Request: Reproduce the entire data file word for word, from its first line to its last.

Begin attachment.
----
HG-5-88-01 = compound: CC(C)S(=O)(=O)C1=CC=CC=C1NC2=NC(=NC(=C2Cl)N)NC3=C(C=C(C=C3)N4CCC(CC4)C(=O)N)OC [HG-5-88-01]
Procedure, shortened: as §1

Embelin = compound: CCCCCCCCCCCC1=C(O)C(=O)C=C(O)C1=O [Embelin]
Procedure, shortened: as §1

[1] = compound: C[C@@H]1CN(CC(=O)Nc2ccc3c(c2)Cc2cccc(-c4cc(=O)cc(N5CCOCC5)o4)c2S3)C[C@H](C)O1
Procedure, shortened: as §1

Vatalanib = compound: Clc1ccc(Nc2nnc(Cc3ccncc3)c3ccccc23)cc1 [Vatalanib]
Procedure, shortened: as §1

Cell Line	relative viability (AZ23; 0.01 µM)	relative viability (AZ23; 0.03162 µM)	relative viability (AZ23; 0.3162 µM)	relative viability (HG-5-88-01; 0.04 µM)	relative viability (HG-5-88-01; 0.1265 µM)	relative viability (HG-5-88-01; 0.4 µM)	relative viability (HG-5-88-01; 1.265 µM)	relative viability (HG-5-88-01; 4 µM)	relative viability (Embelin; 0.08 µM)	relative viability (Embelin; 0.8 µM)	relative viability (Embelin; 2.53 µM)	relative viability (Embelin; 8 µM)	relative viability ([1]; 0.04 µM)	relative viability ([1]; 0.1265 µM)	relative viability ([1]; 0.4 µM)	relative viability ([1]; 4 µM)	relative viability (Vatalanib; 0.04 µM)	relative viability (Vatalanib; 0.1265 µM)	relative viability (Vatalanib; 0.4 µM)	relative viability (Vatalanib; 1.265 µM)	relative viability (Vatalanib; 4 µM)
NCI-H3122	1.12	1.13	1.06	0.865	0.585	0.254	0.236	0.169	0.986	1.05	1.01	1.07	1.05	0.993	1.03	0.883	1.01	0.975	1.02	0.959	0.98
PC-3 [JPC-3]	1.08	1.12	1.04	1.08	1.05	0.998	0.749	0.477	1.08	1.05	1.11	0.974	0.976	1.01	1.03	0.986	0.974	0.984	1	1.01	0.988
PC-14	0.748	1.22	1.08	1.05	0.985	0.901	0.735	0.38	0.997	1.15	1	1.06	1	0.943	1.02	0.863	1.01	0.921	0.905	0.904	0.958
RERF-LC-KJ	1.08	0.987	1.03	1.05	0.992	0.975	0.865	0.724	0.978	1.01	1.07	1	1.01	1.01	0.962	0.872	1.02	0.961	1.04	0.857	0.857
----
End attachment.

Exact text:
HG-5-88-01 = compound: CC(C)S(=O)(=O)C1=CC=CC=C1NC2=NC(=NC(=C2Cl)N)NC3=C(C=C(C=C3)N4CCC(CC4)C(=O)N)OC [HG-5-88-01]
Procedure, shortened: as §1

Embelin = compound: CCCCCCCCCCCC1=C(O)C(=O)C=C(O)C1=O [Embelin]
Procedure, shortened: as §1

[1] = compound: C[C@@H]1CN(CC(=O)Nc2ccc3c(c2)Cc2cccc(-c4cc(=O)cc(N5CCOCC5)o4)c2S3)C[C@H](C)O1
Procedure, shortened: as §1

Vatalanib = compound: Clc1ccc(Nc2nnc(Cc3ccncc3)c3ccccc23)cc1 [Vatalanib]
Procedure, shortened: as §1

Cell Line	relative viability (AZ23; 0.01 µM)	relative viability (AZ23; 0.03162 µM)	relative viability (AZ23; 0.3162 µM)	relative viability (HG-5-88-01; 0.04 µM)	relative viability (HG-5-88-01; 0.1265 µM)	relative viability (HG-5-88-01; 0.4 µM)	relative viability (HG-5-88-01; 1.265 µM)	relative viability (HG-5-88-01; 4 µM)	relative viability (Embelin; 0.08 µM)	relative viability (Embelin; 0.8 µM)	relative viability (Embelin; 2.53 µM)	relative viability (Embelin; 8 µM)	relative viability ([1]; 0.04 µM)	relative viability ([1]; 0.1265 µM)	relative viability ([1]; 0.4 µM)	relative viability ([1]; 4 µM)	relative viability (Vatalanib; 0.04 µM)	relative viability (Vatalanib; 0.1265 µM)	relative viability (Vatalanib; 0.4 µM)	relative viability (Vatalanib; 1.265 µM)	relative viability (Vatalanib; 4 µM)
NCI-H3122	1.12	1.13	1.06	0.865	0.585	0.254	0.236	0.169	0.986	1.05	1.01	1.07	1.05	0.993	1.03	0.883	1.01	0.975	1.02	0.959	0.98
PC-3 [JPC-3]	1.08	1.12	1.04	1.08	1.05	0.998	0.749	0.477	1.08	1.05	1.11	0.974	0.976	1.01	1.03	0.986	0.974	0.984	1	1.01	0.988
PC-14	0.748	1.22	1.08	1.05	0.985	0.901	0.735	0.38	0.997	1.15	1	1.06	1	0.943	1.02	0.863	1.01	0.921	0.905	0.904	0.958
RERF-LC-KJ	1.08	0.987	1.03	1.05	0.992	0.975	0.865	0.724	0.978	1.01	1.07	1	1.01	1.01	0.962	0.872	1.02	0.961	1.04	0.857	0.857